Lamb Loin Chops in Sheep Dip Recipe

This marinade, I call it my Sheep Dip, is great on all cuts of lamb including rack, leg, and kebabs. If you don't think you like lamb, this will convert you. The output is amazingly flavorful and tender and juicy and succulent and...

Loin chops are the porterhouse steaks of the lamb, with a T-bone separating the strip steak on one side and the filet mignon on the other. But they are a lot smaller than beef porterhouses. Typically cut 1 to 1.5" thick, they are no bigger than a child's fist.

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This marinade, I call it my Sheep Dip, is great on all cuts of lamb including rack, leg, and kebabs.

Course. Lunch. Dinner. Entree.

Cuisine. American.

Makes. 2 servings

Takes. Just over 1 hour total. 10 minutes to make the marinade, 30 minutes for the marinade to come together, 20 minutes to marinate, 15 minutes to cook.

Serve with. Spring lamb is prized so serve this in spring with another spring dish, grilled asparagus. Asparagus reaches its peak flavor when grilled. Click here for my recipe for grilled asparagus. Complete the plate with yet another spring treat, new potatoes. Click here for my recipe for a Warm French Potato Salad that is also the World's Easiest Potato Salad. Pour a big rich red wine. Break out the good stuff for this dinner.

Marinade ingredients

1/4 cup red wine vinegar

1/4 cup balsamic vinegar

1/4 cup olive oil

3 tablespoons toasted sesame oil

3 tablespoons fresh rosemary, stripped from the stems

6 cloves of fresh garlic, minced or pressed

Meat

6 lamb loin chops, at least 1" thick

1/2 teaspoon kosher salt

About the lamb. Loin chops are the most tender and juicy meat on the animal, but the chops are small. Be sure to get them thick. Serve them rare to medium rare, no more than 130°F.

About the rosemary. If you have fresh rosemary, chop it up so it will ooze it's deliciousness into the marinade. If you use dried rosemary, crush it with a mortar and pestle or grind it between your palms. Alex Sebastian, owner of the famed Wooden Angel restaurant in Beaver, PA, near Pittsburgh, has been seen to serve a fresh sprig of rosemary with his lamb chops and then flagellate them at tableside. That's right, he beats the meat with the rosemary sprig. And it works! The flavorful oils in fresh rosemary are right on the surface and they give the meat a nice lift.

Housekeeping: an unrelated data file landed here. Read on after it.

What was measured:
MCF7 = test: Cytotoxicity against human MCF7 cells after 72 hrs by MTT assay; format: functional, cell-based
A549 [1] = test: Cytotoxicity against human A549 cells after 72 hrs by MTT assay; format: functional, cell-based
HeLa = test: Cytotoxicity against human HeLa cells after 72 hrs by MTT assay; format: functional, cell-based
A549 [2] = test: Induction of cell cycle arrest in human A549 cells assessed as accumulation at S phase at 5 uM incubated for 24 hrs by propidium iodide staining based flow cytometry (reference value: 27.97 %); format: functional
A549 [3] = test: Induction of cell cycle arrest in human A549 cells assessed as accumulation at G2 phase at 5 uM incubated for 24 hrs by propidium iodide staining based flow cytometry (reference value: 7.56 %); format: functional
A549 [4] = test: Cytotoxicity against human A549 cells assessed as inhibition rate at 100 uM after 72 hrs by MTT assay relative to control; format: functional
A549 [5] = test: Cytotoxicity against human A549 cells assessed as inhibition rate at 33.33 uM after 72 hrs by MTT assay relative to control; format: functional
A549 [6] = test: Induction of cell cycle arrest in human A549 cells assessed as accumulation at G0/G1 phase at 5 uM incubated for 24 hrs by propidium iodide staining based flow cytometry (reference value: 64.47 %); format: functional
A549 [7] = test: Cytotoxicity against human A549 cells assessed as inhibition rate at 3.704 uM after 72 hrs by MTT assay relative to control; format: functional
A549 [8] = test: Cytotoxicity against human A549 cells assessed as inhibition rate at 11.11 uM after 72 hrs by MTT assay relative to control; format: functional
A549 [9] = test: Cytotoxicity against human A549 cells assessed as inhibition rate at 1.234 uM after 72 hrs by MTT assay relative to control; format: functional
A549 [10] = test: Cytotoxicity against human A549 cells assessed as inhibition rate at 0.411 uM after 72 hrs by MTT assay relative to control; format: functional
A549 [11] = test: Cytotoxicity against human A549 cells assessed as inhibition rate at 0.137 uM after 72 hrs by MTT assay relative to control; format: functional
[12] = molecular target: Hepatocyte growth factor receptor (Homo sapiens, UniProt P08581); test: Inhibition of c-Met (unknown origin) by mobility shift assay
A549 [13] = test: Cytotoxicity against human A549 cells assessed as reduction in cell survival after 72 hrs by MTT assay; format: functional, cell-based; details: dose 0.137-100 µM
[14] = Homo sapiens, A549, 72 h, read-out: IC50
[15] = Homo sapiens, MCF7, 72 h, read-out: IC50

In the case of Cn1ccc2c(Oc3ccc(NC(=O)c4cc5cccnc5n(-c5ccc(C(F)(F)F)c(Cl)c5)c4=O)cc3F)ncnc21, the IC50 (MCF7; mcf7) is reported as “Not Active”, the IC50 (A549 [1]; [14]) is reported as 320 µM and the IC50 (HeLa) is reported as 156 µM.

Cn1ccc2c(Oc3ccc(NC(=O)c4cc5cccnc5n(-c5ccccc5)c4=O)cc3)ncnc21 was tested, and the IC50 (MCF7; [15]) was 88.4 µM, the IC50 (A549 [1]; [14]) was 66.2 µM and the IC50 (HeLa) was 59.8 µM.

Method

1) Trim and salt the meat about 1 hour before cooking. Get all the surface fat off or else it will cause serious flareups during the cooking. Whisk the marinade ingredients in a non-reactive pan large enough to hold the meat but not much larger. You can crowd them in. Let the marinade sit for 30 minutes so the flavors marry before you put the meat in.

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2) Add the chops, turn them so all sides are wet, and let them sit for 10 minutes per side. Do not marinate any longer than 20 minutes. This meat soaks up the flavor and you don't want to hide the meat's own taste.

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3) Set up your grill for 2-zone cooking. Get the hot side as hot as you can get it. Cook on the hot side with the lid up so all the energy is pumped into one side while the other side cools, and turn frequently, until it is 125°F to 130°F in the center. It's OK if they get really dark, that's the balsamic talking, but don't let them burn and for heaven's sake, do not overcook! Use the cool side to hold chops as they finish. If the exteriors are really dark and the interiors are not done, there are two tricks: Either move them all to the indirect side and close the lid for about 5 minutes or stand them on end, flat side of the T-bone down.

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"Just a little sheep dip. Panacea for all stomach ailments."

Meathead Goldwyn

Meathead is the founder and publisher of AmazingRibs.com, and is also known as the site's Hedonism Evangelist and BBQ Whisperer. He is also the author of "Meathead, The Science of Great Barbecue and Grilling", a New York Times Best Seller and named one of the "100 Best Cookbooks of All Time" by Southern Living.

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